The cardano-node uses IPC (Inter-Process-Communication) for communicating with other Cardano components like cardano-cli, cardano-wallet, and cardano-db-sync. In Linux and MacOS it uses something called unix sockets and Named Pipes in Windows.

Here is an example --socket-path argument for Linux:

--socket-path $HOME/cardano/testnet/db/node.socket

As you can see, the argument points to a file since unix sockets are represented as files (like everything else in Linux). In this case, we put the socket file in the db directory that we have just created before.

In Windows, the --socket-path argument would look something like this:

--socket-path "\\\\.\\pipe\\cardano-node-testnet"

As you may notice, it's like a network URI or a network Path than a file. It is a crucial difference that you will have to be aware of depending on your operating system. You can replace the string cardano-node-testnet in the argument with whatever you like. This example path is used in the Daedalus Testnet Wallet for Windows.

--host-addr: This expects the IP Address of the machine that cardano-node will be running. Other nodes will use this address in their topology.json file to connect to your node if you are planning to run it as a relay node.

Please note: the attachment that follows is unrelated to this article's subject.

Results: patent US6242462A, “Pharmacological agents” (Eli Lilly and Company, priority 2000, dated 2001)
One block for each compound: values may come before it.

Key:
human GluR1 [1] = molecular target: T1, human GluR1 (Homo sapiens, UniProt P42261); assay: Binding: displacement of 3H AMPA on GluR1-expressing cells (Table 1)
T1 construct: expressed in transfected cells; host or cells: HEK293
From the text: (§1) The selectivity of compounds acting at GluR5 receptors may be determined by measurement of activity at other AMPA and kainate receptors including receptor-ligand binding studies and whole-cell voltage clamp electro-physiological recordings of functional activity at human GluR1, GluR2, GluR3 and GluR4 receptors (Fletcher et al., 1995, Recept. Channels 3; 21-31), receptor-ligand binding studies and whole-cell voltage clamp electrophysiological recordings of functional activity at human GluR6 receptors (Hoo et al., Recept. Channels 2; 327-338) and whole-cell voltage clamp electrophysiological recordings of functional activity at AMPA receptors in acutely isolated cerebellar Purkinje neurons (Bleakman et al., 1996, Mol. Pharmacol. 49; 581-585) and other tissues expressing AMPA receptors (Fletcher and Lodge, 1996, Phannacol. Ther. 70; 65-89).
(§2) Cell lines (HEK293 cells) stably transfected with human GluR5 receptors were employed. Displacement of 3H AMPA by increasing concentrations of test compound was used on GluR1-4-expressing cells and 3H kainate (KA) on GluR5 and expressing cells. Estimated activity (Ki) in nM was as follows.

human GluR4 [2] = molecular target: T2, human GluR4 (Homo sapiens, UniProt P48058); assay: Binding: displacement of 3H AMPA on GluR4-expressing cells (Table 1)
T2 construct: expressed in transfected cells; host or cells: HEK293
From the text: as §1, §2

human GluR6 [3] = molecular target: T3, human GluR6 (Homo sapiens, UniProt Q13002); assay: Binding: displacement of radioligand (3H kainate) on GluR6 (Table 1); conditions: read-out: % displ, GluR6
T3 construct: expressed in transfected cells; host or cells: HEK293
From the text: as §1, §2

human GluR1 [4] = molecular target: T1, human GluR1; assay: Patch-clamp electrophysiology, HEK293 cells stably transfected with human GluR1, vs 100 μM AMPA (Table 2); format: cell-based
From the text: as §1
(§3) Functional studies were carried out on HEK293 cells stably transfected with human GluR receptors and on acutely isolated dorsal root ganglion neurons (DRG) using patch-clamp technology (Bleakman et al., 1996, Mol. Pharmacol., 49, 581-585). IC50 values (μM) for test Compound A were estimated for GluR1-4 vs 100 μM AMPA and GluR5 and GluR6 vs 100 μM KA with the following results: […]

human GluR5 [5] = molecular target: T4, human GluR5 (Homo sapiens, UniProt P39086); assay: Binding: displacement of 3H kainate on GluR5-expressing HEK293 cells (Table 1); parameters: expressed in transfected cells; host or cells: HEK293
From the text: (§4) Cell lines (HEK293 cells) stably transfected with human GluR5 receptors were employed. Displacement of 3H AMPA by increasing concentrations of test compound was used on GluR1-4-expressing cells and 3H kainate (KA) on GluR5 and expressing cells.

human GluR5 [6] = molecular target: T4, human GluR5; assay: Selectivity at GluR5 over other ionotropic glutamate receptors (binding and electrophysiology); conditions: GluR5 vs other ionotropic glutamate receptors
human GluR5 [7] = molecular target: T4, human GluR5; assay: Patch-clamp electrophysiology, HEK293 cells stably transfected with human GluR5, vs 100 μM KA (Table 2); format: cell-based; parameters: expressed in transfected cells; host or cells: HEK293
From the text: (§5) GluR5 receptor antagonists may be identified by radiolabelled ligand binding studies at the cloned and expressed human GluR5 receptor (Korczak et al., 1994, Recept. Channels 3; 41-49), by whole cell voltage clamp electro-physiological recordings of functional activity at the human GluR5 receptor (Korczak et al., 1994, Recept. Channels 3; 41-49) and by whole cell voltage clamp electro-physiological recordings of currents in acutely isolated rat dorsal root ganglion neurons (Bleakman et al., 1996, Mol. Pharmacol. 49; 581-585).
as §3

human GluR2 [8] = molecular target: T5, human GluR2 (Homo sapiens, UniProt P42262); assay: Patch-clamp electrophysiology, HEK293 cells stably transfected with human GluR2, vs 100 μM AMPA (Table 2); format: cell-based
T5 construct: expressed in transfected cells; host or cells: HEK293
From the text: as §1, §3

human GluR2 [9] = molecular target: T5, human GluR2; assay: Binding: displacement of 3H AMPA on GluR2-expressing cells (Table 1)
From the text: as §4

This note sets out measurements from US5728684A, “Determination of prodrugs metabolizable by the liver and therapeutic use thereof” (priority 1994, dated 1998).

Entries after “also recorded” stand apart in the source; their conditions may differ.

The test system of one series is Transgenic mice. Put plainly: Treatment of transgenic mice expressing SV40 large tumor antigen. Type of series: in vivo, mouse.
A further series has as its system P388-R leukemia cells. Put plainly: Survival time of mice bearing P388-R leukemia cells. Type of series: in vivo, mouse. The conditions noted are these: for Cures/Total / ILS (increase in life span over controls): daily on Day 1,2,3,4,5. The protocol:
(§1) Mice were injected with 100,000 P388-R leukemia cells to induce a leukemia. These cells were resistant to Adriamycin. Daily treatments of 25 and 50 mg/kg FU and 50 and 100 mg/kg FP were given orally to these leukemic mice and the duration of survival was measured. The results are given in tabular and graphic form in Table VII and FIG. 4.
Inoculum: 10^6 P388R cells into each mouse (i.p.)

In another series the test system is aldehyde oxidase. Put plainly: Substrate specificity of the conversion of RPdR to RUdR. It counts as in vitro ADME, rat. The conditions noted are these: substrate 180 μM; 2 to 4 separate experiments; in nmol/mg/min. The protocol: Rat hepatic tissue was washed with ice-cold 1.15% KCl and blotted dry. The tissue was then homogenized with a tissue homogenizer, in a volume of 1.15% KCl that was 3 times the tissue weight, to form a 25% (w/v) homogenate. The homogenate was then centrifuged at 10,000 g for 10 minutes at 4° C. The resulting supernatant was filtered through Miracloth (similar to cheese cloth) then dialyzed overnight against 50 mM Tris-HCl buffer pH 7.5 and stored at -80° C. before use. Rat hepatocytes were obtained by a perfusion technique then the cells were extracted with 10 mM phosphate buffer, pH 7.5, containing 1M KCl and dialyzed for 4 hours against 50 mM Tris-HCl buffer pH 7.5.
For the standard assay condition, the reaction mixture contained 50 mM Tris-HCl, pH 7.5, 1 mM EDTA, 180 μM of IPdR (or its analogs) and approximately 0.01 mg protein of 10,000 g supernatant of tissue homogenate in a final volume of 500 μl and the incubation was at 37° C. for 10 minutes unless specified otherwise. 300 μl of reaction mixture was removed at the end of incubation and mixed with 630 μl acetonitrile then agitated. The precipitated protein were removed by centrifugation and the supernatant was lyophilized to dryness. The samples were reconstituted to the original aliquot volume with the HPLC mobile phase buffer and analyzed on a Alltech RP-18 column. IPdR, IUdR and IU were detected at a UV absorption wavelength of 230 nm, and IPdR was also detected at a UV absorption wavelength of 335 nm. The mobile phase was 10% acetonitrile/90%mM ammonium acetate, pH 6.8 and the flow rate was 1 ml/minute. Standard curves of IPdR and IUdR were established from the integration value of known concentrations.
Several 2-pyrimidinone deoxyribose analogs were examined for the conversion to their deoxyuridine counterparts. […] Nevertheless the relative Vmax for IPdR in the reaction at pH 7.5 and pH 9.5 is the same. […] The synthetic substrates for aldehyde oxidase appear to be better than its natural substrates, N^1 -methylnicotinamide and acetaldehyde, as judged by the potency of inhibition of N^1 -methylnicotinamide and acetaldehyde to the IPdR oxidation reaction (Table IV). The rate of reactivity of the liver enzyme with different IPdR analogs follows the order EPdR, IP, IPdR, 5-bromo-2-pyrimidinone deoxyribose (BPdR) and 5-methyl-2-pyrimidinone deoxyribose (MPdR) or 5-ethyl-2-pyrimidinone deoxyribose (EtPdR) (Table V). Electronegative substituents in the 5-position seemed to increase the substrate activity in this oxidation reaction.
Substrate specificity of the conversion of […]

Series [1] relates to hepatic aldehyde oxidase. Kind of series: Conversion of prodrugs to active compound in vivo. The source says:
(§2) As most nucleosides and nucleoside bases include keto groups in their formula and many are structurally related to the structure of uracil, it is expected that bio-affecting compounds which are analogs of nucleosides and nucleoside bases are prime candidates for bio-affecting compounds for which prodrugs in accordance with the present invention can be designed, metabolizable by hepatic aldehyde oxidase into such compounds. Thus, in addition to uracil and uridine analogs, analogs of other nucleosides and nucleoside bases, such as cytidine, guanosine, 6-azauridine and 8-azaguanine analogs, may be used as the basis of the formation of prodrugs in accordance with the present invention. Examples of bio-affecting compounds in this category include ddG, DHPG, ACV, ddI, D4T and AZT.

Here is an example --host-addr argument:


In this case, we expect nodes in your LAN (Local Area Network) to connect via, assuming that the IP Address of the machine cardano-node is running on; replace it with your real IP Address. If you don't expect or need external nodes to connect to your node, you can use the loopback address If you have multiple network interfaces and unsure what to use, you can simply use to accept connections from any network interface.

--port: In conjunction with the IP Address, we will also set the port that your cardano-node will use for listening to any incoming connection.

Here is an example --port argument:

--port 1337

You can choose whatever port number you like, but it is recommended to use port numbers 1024 and above. See Registered Port for more information.

--config: This expects the path to the main configuration file that we have downloaded previously.

Here is an example --config argument:

--config $HOME/cardano/testnet/config.json

Please make sure that the alonzo-genesis.json, byron-genesis.json and shelley-genesis.json are in the same directory as the config.json.

Here is a realistic example for running cardano-node:

cardano-node run \
--config $HOME/cardano/testnet/config.json \
--database-path $HOME/cardano/testnet/db/ \
--socket-path $HOME/cardano/testnet/db/node.socket \
--host-addr \
--port 1337 \
--topology $HOME/cardano/testnet/topology.json